National Trust Fails to Ban Hunting


It’s a sad day for British wildlife as the National Trust has voting against the motion for a ban on hunting activity. Despite the evidence that ‘trail hunting’ is nothing but a cover for illegal animal persecution, the National Trust will continue to license hunting on its land.

In the result out this afternoon, the number of people voting against the motion to ban Trail hunting was 30,985. Those for the motion was 30,686. This means that the motion failed by 299 votes. It is worth noting that the National Trust was given discretionary votes by some members, meaning that those votes were used by the National Trust to vote against the motion. Without those discretionary votes, the number of people who voted for the motion was actually greater than those who voted against. So the decision was swung against the motion by the National Trust board.

While it is disappointing that the National Trust will persist in allowing ‘trail hunting’ on its land, there is a silver lining: the extensive media debate has finally brought the false-alibi of ‘trail hunting’ into the spotlight and shifted the framing of the hunting debate forever.

At the beginning of the year we would never have dreamt that journalists would be calling our press-office to learn the difference between drag hunting and ‘trail hunting’, why the former is a legitimate alternative to pursuing a live animal and the latter is not. This is a significant development in the media’s portrayal and the public’s greater understanding of hunting, and is a step forward in gaining support for strengthening of the Hunting Act.

This campaign would be not have been possible without those who care passionately about ending hunting in the UK. The League has been campaigning hard, but we did not start this campaign. Credit must go to Helen Beynon who tabled the motion, and other campaigns groups such as National Dis-trust and Keeptheban who have been supporting Helen along-side the League.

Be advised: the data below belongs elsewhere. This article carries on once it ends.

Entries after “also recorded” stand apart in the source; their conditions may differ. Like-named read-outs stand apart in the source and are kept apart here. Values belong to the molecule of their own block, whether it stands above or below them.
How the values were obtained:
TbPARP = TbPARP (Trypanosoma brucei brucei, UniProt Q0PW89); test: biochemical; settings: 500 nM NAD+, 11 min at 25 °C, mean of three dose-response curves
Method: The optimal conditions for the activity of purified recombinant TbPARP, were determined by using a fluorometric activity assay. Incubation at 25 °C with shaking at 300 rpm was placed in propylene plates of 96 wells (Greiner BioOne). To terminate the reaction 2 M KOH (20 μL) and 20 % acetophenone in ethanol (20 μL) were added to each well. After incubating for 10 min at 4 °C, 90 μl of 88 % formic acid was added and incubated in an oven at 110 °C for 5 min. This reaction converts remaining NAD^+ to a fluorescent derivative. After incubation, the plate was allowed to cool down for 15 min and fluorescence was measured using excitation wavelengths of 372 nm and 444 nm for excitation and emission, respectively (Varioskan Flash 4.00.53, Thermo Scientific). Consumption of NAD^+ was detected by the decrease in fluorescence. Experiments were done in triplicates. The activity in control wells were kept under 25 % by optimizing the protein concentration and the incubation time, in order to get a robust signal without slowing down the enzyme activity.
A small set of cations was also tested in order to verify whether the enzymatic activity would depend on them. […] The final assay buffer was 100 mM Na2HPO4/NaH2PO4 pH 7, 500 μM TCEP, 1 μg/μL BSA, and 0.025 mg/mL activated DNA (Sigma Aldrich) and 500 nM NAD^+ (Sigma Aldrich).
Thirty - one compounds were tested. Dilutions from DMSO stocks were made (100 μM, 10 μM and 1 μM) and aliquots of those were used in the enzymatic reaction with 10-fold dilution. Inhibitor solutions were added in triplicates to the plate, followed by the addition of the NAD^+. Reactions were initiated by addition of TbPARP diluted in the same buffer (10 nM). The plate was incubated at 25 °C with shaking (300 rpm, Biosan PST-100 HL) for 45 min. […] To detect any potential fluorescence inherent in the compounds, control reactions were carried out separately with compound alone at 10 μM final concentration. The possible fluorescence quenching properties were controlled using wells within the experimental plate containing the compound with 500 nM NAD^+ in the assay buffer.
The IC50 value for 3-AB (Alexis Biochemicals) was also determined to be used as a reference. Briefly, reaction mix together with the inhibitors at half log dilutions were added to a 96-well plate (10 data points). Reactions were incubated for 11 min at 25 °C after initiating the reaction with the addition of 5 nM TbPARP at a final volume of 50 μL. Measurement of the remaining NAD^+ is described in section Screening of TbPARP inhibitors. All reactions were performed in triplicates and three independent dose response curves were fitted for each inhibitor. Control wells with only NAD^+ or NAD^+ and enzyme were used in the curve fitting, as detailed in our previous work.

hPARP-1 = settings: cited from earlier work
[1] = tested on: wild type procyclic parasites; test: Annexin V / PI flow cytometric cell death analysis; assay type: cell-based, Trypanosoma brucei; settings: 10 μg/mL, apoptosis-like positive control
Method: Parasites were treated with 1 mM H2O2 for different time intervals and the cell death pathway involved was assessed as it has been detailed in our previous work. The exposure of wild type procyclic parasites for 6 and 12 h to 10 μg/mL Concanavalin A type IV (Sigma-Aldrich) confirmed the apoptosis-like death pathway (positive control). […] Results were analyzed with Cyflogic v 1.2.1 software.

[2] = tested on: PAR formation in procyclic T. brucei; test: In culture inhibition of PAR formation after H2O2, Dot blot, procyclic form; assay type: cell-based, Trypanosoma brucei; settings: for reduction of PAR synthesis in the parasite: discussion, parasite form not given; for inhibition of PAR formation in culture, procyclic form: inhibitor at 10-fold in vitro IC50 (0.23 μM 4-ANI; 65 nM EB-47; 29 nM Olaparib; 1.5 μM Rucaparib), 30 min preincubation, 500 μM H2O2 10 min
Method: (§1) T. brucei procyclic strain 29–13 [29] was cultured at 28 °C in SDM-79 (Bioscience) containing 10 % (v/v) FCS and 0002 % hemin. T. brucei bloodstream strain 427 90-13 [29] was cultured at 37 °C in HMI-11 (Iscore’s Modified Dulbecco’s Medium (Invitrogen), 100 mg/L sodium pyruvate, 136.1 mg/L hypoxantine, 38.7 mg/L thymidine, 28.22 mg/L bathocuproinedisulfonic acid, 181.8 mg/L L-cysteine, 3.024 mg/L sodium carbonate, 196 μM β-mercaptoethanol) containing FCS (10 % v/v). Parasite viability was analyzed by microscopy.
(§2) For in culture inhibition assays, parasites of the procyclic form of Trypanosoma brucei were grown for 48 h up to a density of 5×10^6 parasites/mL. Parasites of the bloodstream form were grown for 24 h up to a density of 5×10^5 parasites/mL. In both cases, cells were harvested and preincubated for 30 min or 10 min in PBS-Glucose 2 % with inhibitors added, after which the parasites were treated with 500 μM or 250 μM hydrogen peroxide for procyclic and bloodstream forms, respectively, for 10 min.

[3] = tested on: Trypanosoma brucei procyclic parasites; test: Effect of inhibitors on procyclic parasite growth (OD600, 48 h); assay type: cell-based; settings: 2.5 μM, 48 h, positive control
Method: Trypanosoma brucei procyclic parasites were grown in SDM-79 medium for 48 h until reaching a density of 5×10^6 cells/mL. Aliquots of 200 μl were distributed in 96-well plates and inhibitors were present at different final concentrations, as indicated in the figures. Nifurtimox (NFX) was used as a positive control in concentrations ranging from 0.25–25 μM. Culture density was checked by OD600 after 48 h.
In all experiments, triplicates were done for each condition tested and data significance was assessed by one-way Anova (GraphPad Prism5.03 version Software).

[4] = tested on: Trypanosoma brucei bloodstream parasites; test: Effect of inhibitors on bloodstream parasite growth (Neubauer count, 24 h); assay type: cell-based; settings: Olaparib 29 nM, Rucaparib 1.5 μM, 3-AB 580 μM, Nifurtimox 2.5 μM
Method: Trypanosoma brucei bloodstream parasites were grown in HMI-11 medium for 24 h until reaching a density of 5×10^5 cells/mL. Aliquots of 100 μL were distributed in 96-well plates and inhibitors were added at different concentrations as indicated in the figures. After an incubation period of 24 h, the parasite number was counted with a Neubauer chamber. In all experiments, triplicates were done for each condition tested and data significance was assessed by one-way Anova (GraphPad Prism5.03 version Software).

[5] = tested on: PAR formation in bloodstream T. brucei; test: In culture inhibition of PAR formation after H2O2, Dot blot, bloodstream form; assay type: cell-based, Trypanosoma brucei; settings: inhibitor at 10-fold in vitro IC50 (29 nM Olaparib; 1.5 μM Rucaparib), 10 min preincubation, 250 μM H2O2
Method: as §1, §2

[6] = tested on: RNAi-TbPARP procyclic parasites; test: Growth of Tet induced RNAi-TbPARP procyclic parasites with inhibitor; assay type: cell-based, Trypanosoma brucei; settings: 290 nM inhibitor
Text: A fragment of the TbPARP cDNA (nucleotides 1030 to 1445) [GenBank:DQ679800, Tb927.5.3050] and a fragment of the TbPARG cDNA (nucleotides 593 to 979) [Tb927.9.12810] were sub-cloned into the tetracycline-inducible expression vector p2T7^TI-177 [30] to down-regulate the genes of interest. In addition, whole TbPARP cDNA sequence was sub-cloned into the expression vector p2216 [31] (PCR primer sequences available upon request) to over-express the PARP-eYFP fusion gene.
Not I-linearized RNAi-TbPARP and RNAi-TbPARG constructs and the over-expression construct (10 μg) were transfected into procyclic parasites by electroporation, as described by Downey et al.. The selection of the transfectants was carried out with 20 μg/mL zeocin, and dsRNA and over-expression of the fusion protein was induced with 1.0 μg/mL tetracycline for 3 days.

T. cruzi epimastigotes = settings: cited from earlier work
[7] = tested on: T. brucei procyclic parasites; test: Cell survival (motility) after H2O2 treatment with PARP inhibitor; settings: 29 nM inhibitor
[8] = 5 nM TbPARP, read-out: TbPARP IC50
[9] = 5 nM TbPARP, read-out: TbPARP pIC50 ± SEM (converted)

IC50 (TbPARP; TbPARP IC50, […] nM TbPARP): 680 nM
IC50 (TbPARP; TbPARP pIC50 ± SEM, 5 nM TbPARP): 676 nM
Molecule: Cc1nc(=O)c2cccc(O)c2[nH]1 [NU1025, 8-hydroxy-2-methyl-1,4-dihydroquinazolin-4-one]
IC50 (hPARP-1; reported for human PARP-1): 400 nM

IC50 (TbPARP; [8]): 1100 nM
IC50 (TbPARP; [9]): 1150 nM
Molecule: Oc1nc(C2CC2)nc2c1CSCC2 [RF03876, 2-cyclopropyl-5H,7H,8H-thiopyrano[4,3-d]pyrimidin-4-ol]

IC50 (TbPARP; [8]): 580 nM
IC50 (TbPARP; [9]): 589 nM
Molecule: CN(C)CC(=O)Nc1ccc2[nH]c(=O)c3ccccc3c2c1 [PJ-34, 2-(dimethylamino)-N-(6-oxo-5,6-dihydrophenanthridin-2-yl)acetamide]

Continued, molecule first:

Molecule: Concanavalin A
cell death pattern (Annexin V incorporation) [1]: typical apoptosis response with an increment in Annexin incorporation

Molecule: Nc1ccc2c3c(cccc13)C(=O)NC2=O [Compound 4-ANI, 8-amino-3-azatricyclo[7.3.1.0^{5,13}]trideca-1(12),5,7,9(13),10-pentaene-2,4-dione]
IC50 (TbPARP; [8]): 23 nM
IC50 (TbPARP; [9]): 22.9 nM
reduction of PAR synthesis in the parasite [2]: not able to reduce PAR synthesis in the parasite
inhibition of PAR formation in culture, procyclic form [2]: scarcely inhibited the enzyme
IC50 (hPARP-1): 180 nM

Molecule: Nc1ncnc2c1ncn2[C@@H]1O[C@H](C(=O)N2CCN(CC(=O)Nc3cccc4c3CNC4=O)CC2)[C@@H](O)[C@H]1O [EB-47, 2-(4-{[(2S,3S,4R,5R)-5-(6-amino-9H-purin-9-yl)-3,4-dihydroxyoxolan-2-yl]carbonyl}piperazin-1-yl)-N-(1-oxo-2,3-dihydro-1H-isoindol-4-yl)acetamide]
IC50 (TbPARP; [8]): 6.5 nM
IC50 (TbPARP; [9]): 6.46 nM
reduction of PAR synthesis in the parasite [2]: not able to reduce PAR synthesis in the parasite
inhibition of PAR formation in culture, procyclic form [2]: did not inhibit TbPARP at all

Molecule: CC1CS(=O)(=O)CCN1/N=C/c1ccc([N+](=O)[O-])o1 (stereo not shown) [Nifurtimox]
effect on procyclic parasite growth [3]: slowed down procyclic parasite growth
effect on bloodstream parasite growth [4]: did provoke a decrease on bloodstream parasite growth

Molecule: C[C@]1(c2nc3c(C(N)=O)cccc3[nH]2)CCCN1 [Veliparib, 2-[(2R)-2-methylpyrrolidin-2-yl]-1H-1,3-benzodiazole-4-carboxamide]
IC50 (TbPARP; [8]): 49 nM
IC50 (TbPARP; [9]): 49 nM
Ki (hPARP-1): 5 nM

But most importantly I would like to thank you, League Against Cruel Sports supporters. Once again you have risen to the occasion and done all you can to support this campaign, whether you are a National Trust member who voted, a concerned citizen who protested outside Trust properties or just shared our materials on social media. You continue to prove that the League is more than just staff, it is all of us working together.

The campaign is not over. This issue cannot be voted on for another 3 years, so it is up to us further prove that the National Trust’s new ‘trail hunting’ regulations are not enough to stop illegal hunting and unnecessary animal suffering. We will continue to investigate those that break the law, and with your support hold them and the National Trust to account.

North West Hunt Saboteurs Association

07960 038230
www.nwhsa.org.uk
info
Blog – https://nwhsa.wordpress.com

Facebook – https://www.facebook.com/ManchesterHuntSabs

You can also donate using the link on our web page – www.nwhsa.org.uk

Direct Action Against All Forms of bloodsports

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2 Replies to “National Trust Fails to Ban Hunting”

  1. This result was a shock to the animal abuse activists and the National Trust. In a year of Trump, Brexit [ Farage], Teresa May’s inglorious plummet to victory, and now Robert Mugabe’s appointment as Ambassador to the World Health Organisation, what did we seriously expect. It was the narrowness of the vote that mattered, no animal abuse activists punching the air I can assure you, lots of long faces as reality struck. The writing on the wall is in dazzling dayglow, their days are truly numbered as they will be monitored and regulated to a miserable conclusion.

    Sent from Samsung Mobile on O2

  2. I am disappointed – no! I’m furious, that my vote was so appallingly discounted when the NT decided to ignore democracy when the result was a respectable win for the motion.
    My husband and I have been members for many years but we have now torn our membership cards into tiny pieces and sent to the NT. I was very tempted not to put a stamp on the envelope.

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